. Verification Radio soundings launched a few kilometers away from the downstream endpoint of the automobile's traverse during the field phase of MAP allows one to compare slantwise reduction with vertical reduction and estimate the error from partly neglecting horizontal changes in the vertical temperature profile. This comparison was particularly exacting for two reasons. The comparison location is farthest—both vertically (∼800 m) and horizontally (∼30 km)—away from the reduction level. And often there

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Larry W. O’Neill
,
Dudley B. Chelton
,
Ernesto Rodríguez
,
Roger Samelson
, and
Alexander Wineteer

statistical comparisons are somewhat less flattering than portrayed by the snapshot in Fig. 4 . As shown in Table 1 , the domainwide RMS error is 6.7 cm, the bias is −1.3 cm, and the reconstruction skill is 0.633. Figure 5 shows maps of the RMS error, bias, and model skill computed from the hourly output over the 43-day simulation. The reconstruction errors are smallest and the skill is close to unity along the periphery of the domain as expected given the imposed SSHA boundary conditions. Away from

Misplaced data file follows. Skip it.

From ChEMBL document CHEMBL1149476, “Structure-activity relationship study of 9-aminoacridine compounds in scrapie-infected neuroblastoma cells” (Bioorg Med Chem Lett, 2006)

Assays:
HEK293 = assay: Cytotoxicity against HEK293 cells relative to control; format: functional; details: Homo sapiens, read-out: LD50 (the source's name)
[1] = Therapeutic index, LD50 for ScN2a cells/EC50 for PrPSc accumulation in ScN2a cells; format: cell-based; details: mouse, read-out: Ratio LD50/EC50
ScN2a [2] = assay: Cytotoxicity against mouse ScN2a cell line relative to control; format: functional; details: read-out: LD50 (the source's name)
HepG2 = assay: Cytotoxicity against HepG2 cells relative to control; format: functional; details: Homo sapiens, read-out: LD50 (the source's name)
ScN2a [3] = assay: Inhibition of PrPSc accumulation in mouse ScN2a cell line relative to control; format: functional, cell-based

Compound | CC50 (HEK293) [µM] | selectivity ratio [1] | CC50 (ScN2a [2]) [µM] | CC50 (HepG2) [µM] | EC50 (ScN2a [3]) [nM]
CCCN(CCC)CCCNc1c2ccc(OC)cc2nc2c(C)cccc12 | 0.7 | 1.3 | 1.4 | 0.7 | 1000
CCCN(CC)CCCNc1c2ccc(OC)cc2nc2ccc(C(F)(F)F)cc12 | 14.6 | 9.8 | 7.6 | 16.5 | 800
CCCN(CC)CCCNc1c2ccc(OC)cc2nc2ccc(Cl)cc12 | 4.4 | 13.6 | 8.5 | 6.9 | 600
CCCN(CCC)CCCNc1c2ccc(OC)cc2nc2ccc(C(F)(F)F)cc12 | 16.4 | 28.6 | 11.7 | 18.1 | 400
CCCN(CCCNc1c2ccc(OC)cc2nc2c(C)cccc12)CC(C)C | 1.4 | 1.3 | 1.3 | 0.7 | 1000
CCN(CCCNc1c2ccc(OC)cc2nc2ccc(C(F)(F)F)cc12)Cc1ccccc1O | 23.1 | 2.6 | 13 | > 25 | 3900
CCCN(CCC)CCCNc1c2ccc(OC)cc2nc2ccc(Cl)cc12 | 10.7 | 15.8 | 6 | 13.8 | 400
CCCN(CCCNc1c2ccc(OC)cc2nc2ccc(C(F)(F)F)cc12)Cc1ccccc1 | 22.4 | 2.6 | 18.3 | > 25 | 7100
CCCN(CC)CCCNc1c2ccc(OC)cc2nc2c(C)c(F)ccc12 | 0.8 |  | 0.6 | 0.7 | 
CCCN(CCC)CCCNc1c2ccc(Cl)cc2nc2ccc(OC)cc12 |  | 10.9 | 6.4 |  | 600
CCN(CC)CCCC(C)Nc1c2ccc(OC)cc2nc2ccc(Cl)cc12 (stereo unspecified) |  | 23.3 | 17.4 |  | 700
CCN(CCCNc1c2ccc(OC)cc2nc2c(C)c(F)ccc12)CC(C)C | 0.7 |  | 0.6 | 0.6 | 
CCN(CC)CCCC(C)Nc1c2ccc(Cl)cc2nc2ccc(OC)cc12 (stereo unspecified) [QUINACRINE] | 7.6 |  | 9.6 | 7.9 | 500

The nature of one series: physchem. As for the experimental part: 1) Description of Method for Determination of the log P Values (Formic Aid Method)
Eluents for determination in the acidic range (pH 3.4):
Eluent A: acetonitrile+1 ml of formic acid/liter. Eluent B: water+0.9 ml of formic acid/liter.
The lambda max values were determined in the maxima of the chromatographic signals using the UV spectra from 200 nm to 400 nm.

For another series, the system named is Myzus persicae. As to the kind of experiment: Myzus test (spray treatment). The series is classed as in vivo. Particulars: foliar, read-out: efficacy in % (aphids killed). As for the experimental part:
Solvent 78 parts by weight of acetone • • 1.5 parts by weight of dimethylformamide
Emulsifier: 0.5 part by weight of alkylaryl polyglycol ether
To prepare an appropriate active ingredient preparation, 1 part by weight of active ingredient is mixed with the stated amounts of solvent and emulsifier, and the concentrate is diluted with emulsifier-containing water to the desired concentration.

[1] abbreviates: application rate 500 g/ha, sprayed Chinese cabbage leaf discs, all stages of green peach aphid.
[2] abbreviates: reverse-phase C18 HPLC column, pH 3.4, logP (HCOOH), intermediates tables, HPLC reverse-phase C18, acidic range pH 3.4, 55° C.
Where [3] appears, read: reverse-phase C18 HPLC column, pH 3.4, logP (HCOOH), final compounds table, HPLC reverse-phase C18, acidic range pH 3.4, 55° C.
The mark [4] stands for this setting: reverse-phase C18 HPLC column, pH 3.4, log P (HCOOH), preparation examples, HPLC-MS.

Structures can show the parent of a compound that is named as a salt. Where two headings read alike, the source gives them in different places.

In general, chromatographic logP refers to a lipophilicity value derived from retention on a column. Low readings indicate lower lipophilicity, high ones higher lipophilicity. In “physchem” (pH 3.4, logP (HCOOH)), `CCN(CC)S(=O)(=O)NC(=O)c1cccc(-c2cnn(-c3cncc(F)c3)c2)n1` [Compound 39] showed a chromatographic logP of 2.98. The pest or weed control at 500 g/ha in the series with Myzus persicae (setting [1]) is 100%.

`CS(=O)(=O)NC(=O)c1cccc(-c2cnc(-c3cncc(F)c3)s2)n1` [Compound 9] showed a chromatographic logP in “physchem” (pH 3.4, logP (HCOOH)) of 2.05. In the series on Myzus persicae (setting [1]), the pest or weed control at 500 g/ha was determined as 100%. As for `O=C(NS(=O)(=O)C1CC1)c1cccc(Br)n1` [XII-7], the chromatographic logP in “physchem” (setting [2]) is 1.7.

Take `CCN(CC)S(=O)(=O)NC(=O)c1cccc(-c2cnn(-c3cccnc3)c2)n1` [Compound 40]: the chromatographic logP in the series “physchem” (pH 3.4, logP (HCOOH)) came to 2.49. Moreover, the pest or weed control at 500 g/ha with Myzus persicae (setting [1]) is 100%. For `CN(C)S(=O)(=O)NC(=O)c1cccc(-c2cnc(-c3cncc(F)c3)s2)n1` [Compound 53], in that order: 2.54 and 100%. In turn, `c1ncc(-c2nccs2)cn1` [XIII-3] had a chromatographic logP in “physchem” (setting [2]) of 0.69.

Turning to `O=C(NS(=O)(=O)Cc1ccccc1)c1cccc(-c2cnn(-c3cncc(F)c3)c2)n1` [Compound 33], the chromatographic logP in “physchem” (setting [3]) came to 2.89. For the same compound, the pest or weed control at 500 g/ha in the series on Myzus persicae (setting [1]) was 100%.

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Leo O Lai
and
Jed O. Kaplan

, its 10% bound tolerance will equate to 2°C, in other words, no single interpolated value within the interval can exceed 2°C of the original interval mean. 3. Results and discussion a. Accuracy and comparison with other methods In this section we compare our newly proposed interpolation method with existing mean-preserving smoothing algorithms including the polynomial method with mixed boundary conditions described by D03 and the recursive algebraic method of RM01 . We evaluate each

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Peter C. Chu
,
Robin T. Tokmakian
,
Chenwu Fan
, and
L. Charles Sun